Richard Fleming: Steve McClaren still carries England failure


Steve McClaren.jpgIt was a bold move by the BBC, hiring Steve McClaren as a radio analyst for the 2008 European Championship, for McClaren had been in charge of the England national team that had failed to qualify for the international event in Austria and Switzerland.

This week, Newcastle United named McClaren as their new manager, replacing John Carver. McClaren had most recently been at the helm of Derby County in the Championship.

Since leaving the national team role under a dark cloud, McClaren had reinvented himself by coaching in the Netherlands and Germany, with varied levels of success. He also held jobs at Middlesbrough and Nottingham Forest, again with a little bit of everything thrown in.

I worked alongside McClaren in Austria. Indeed, we dined together as part of the BBC team in Vienna, and traveled together, to matches outside of the Austrian capital.

The night he arrived in Austria, we planned to go out as a group to make him feel welcome. There were a handful of BBC colleagues. We opted to choose the quietest, most low-key bar in Vienna – no easy task on a Friday night. Fortunately, the summer weather took a turn for the worse, a gentle drizzle was sure to dampen a few plans. That was, indeed, the case. The rain, though, provided another potential pit-fall, and one we were all too aware of.

On the night that England’s hopes of qualifying for the Euros were dashed, by Croatia at Wembley, rain had fallen over the famous stadium. McClaren took shelter under an umbrella, his face stone-still as he witnessed the end of England’s chances. The British press went on to label him ‘The wally with the brolly’, hence why the rain falling in Vienna presented the BBC boys with an issue.

‘We must not allow him to be photographed under an umbrella!’

His being at the Euros had angered some. ‘Why should he get paid for being at the event he failed to get England to?’ So, low-key was the approach taken. A quiet bar, a quick drink, a brief welcome and then we’ll be back to the hotel before anybody notices.

It didn’t quite work out that way.

When McClaren arrived, a broad smile across his face, he shook everybody by the hand, said his ‘hellos’ and took his seat at our table in a non-descript bar-cum-café, far from the madding crowd. We supped our drinks and planned the journey back to our hotel; only McClaren was not for such a swift return to his accommodation.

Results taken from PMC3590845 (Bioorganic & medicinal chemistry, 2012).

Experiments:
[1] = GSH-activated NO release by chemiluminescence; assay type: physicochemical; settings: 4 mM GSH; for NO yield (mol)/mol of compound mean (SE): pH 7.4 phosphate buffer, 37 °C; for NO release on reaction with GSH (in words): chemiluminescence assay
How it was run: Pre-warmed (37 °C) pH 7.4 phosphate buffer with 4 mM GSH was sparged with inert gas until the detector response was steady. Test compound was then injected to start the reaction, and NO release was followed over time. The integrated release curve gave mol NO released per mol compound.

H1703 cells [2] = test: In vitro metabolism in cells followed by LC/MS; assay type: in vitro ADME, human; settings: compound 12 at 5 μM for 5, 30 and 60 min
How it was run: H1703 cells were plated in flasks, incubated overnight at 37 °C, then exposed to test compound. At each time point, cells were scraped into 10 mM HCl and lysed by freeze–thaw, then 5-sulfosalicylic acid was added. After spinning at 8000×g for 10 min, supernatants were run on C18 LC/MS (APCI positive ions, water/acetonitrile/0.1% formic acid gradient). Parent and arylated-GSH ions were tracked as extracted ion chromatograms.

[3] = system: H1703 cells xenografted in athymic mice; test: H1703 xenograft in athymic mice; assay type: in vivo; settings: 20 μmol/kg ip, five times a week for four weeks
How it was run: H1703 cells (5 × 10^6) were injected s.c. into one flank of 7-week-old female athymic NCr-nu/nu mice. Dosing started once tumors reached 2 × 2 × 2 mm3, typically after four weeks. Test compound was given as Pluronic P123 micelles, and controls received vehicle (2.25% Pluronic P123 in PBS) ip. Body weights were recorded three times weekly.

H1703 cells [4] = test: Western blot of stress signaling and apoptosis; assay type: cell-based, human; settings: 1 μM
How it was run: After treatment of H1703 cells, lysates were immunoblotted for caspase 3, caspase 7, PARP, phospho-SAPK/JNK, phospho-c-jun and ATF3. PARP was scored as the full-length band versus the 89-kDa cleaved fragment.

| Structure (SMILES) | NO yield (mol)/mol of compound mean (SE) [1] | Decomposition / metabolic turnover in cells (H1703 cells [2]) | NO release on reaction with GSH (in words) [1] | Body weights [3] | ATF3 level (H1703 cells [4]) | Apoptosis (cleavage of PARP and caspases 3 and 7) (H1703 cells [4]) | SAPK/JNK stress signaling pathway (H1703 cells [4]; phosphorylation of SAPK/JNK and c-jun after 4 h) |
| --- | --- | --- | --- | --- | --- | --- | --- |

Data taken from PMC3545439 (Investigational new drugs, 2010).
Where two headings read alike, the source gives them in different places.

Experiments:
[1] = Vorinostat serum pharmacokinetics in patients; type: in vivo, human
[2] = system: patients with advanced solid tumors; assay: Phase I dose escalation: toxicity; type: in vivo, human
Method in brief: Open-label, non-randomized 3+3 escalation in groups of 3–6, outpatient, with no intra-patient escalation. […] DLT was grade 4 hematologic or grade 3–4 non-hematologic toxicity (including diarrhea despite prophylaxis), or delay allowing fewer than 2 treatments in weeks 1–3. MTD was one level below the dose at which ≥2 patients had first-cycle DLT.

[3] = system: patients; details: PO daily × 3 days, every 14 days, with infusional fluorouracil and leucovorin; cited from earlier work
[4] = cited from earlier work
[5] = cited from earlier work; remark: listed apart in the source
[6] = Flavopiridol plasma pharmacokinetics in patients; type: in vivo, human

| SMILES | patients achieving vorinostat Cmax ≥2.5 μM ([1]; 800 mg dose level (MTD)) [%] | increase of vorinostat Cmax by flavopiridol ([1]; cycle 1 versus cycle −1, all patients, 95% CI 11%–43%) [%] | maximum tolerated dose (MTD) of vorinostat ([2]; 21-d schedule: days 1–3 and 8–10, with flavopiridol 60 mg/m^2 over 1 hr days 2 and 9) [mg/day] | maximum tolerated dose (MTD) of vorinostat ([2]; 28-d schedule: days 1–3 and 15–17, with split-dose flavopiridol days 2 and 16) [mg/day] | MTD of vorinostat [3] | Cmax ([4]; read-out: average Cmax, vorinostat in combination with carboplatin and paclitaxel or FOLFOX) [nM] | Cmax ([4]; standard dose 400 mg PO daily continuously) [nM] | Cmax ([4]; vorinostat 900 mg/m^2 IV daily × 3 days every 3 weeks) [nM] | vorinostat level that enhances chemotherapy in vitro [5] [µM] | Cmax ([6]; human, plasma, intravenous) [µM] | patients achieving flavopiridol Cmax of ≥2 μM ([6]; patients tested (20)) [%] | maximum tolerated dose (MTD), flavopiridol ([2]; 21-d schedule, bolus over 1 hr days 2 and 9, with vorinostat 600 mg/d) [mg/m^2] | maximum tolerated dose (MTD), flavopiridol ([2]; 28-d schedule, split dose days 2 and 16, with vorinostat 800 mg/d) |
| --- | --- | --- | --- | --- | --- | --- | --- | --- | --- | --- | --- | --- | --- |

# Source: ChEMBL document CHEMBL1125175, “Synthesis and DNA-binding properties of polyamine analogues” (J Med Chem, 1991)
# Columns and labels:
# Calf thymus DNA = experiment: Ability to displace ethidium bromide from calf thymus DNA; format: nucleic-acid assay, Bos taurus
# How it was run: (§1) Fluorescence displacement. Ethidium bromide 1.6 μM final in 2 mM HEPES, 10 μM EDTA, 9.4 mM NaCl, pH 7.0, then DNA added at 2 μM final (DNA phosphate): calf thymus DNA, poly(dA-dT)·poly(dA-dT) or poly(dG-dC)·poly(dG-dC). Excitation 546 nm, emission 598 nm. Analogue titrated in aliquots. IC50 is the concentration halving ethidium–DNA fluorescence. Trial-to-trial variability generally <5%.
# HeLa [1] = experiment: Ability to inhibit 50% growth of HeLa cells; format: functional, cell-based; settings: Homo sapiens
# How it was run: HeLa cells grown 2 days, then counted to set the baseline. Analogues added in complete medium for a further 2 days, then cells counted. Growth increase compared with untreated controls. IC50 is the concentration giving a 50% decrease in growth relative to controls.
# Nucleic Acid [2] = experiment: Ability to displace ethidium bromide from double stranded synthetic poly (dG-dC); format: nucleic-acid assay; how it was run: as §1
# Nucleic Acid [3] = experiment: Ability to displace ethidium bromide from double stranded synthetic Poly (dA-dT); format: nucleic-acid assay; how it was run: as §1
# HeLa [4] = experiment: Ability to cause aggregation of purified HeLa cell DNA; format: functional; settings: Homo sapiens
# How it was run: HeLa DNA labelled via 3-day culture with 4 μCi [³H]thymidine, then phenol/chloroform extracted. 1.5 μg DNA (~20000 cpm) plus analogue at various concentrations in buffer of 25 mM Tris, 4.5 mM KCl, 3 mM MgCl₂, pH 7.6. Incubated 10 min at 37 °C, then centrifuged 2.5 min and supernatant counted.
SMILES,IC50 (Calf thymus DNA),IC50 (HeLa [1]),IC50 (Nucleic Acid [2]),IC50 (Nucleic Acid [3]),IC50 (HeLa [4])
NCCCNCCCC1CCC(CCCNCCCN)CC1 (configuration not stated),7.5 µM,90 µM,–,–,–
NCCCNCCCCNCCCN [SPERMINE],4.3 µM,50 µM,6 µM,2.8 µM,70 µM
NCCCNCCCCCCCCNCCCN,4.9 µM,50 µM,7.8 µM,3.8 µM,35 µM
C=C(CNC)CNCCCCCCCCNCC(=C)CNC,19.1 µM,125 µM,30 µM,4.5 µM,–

He led the way, out into the Friday festivities of one of Europe’s most beautiful cities, from the relative safety of our sleepy bar, head-first toward the epicentre of Vienna’s nightlife.

Thankfully, the weather had improved, and so there was no need for the former England manager to take shelter under an umbrella. We did well to find a ‘quiet’ spot at the back of a bar, itself bustling with bodies. Then we dropped our guard. After two or three rounds, McClaren decided it was his turn to buy the drinks. Before we knew it, the BBC’s prized asset was positioned in the middle of a dozen kilt-wearing, booze-fuelled Scotsmen – who just happened to be in Vienna for a stag weekend -having his photo taken!

We had sensationally failed, but the look on McClaren’s face suggested he was taking everything a lot better than we were.

A week or so into the tournament, we were required to travel by train to a group match. The bookings, all made at separate times, meant we were split up for the journey. Steve McClaren, unfortunately, was forced to sit in a carriage, across from an Irishman who was happy to tell him how sub-standard he was at his chosen profession.

At the other end, we all met up and clambered into a taxi cab, headed for the hotel. McClaren was sat alongside me in the back of a five-seater car. I was positioned behind the driver, and so was able to see his every expression in the rear-view mirror. He was from Palestine, and a huge football fan.

“My son love Manchester United,” he said when hearing our English accents.

“But, tell me,” he went on, now with a frown across his furrowed brow. “Why you not here? Why England not qualify? We are very sad England not here.”

The driver had no idea who was sat over his right shoulder. I glanced at McClaren. We both allowed ourselves a little smile as he whispered: “Can they not just let it go?”

Seven years on from that trip, and eight years since his failure with England, and McClaren still carries the mark. That blot in his copy book has, I’m sure, been a driving force in everything he has done since. After his set-back with the Three Lions, he did what few English managers had done before him, or since – he ventured outside of England’s green and pleasant lands to start afresh on the European mainland, with Dutch club Twente.

McClaren is not troubled by challenges. He has a fine football mind, and has, arguably, coped with one of the most stressful jobs in the game, as well as the fall-out that comes with falling short. He has a tough task ahead with Newcastle, but as he showed on our night out in Vienna, he’s not one to hide.

FOOTNOTE: myself and Steve McClaren attended the same grammar school in York, albeit a few years apart. We sat at breakfast one morning in Klagenfurt, discussing cross-country runs, rugby in the driving rain on the Knavesmire (we had access to sports fields in the middle of York Racecourse, open to the elements), and the PE master, Mr. Bibby. Safe to say, it was a surreal conversation.

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